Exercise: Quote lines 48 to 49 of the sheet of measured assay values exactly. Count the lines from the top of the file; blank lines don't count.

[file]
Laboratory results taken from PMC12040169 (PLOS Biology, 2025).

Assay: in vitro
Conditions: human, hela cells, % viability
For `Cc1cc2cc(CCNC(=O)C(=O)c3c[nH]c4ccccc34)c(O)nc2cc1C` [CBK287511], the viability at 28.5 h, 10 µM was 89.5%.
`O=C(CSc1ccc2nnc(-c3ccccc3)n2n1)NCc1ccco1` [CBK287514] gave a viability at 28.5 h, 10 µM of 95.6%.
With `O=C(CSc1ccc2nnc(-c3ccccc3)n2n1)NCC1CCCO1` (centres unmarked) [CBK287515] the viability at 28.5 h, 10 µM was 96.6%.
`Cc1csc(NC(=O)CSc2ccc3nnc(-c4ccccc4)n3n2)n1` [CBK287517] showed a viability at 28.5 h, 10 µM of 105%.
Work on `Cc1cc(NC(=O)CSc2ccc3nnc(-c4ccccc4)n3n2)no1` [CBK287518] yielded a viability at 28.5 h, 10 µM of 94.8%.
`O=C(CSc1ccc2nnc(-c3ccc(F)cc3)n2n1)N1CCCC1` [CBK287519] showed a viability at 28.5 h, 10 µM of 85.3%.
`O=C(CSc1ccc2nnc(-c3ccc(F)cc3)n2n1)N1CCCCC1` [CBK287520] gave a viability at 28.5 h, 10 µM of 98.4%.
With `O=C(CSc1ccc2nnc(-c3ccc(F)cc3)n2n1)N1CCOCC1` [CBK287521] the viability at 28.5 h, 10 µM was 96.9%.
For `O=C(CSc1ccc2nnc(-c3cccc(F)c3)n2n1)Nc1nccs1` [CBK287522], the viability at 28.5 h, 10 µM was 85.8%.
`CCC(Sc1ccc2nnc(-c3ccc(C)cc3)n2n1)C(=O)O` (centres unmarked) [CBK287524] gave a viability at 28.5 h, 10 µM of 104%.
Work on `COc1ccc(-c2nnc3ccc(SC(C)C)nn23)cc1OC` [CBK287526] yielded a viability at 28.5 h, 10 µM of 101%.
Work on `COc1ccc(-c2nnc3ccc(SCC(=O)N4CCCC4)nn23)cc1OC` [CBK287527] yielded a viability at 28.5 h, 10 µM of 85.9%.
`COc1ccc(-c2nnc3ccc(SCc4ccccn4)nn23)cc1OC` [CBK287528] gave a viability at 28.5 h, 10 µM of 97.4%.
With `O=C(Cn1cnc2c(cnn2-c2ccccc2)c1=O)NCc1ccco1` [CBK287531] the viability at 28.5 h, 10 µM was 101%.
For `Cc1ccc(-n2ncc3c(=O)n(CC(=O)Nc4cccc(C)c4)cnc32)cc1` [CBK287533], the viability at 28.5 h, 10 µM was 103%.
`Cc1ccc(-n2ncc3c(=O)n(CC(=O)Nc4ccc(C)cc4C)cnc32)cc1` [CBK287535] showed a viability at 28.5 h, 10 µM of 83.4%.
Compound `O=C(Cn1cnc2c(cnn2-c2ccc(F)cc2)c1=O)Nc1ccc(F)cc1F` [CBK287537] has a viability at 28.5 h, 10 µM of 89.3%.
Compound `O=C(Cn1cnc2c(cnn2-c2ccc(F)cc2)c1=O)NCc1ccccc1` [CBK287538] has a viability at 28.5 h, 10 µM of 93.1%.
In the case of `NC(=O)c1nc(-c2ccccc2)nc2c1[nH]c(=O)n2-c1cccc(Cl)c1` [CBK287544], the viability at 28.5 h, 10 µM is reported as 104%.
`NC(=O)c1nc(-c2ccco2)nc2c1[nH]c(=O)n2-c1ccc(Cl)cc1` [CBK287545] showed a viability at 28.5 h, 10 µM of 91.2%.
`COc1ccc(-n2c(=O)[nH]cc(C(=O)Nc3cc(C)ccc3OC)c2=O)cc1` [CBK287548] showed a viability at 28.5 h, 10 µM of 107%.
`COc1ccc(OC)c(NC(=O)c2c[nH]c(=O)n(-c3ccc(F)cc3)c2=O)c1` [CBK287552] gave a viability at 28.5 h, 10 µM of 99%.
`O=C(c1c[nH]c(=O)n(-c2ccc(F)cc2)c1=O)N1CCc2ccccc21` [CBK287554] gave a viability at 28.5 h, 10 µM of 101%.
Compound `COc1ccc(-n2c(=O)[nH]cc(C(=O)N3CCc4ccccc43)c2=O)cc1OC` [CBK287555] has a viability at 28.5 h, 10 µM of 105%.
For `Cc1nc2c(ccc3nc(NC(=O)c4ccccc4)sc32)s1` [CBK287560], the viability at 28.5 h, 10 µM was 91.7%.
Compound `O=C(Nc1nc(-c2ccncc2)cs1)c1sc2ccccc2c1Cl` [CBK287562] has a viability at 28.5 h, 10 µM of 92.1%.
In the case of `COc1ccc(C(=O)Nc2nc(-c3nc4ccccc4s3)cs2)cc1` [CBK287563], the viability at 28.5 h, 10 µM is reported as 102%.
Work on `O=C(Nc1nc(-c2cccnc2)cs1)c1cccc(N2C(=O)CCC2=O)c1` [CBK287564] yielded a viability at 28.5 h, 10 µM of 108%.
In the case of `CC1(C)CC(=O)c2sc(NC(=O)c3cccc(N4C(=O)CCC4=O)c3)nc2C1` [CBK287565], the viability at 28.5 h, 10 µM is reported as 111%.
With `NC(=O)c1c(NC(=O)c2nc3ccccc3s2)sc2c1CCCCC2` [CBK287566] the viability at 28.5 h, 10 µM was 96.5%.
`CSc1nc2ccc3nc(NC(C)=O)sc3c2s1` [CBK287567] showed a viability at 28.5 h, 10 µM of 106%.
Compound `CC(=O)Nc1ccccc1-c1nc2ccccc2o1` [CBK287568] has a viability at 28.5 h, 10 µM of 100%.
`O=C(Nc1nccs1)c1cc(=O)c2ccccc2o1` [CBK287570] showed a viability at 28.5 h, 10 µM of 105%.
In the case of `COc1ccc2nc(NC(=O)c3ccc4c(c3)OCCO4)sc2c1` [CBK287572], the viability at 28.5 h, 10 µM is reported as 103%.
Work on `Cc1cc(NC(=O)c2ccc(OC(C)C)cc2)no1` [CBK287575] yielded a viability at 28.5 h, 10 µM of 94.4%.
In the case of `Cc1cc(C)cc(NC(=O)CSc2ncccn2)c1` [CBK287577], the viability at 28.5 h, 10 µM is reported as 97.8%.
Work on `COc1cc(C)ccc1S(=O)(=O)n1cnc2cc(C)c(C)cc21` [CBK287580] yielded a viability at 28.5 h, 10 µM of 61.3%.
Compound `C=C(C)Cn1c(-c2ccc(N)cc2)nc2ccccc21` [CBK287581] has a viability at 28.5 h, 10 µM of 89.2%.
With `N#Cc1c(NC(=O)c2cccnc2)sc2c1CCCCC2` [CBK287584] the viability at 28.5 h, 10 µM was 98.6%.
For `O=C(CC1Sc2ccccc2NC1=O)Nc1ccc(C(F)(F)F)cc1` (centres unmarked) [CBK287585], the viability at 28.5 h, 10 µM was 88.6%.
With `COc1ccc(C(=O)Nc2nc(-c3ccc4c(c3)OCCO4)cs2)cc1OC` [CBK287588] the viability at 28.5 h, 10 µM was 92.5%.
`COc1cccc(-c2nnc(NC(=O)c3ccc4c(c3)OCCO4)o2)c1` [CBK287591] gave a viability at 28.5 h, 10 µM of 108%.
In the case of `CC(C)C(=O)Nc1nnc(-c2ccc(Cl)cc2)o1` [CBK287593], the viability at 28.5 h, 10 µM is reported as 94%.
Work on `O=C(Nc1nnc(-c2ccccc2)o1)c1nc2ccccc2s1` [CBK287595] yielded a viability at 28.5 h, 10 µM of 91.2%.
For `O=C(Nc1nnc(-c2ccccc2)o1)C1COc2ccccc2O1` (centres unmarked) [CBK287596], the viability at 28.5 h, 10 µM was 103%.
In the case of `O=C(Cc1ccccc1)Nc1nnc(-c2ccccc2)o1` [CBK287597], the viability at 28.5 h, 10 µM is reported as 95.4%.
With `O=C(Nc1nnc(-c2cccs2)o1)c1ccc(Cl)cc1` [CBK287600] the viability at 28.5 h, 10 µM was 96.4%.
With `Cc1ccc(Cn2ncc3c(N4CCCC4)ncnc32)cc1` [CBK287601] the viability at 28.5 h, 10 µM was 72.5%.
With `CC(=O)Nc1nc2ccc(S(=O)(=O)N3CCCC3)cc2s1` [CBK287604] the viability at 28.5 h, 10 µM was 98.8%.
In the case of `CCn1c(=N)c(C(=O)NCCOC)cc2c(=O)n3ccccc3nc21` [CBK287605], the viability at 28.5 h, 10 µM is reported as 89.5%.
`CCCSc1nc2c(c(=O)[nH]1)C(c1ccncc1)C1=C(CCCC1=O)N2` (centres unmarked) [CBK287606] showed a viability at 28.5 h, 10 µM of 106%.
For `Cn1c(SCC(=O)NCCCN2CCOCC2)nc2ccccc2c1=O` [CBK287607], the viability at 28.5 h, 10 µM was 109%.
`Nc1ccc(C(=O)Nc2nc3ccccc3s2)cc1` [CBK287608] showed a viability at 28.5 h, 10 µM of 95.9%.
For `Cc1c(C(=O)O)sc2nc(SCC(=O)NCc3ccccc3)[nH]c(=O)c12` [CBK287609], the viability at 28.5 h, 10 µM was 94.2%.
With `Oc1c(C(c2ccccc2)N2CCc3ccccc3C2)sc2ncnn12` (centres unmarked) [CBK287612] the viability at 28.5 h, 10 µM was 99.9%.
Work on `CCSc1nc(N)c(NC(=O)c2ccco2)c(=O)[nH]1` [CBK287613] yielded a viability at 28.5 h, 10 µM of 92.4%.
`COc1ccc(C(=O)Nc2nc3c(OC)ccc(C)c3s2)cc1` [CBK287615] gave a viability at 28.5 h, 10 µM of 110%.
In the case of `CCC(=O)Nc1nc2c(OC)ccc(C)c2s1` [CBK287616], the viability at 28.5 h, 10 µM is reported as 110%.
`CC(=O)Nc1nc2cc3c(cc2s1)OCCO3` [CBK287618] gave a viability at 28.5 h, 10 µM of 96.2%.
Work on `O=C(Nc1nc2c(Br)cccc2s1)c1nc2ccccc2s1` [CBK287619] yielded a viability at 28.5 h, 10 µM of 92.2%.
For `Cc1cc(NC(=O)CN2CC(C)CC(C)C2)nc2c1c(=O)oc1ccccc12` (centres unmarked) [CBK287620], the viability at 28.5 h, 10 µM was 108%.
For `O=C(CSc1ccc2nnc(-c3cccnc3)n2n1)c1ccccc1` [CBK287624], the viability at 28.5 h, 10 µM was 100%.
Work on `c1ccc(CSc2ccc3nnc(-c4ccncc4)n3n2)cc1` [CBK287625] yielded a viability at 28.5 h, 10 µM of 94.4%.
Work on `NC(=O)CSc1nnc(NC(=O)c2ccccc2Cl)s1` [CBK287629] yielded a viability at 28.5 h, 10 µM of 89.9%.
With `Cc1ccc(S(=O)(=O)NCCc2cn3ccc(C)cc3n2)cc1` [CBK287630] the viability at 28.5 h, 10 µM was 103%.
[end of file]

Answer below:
For `O=C(Nc1nnc(-c2ccccc2)o1)C1COc2ccccc2O1` (centres unmarked) [CBK287596], the viability at 28.5 h, 10 µM was 103%.
In the case of `O=C(Cc1ccccc1)Nc1nnc(-c2ccccc2)o1` [CBK287597], the viability at 28.5 h, 10 µM is reported as 95.4%.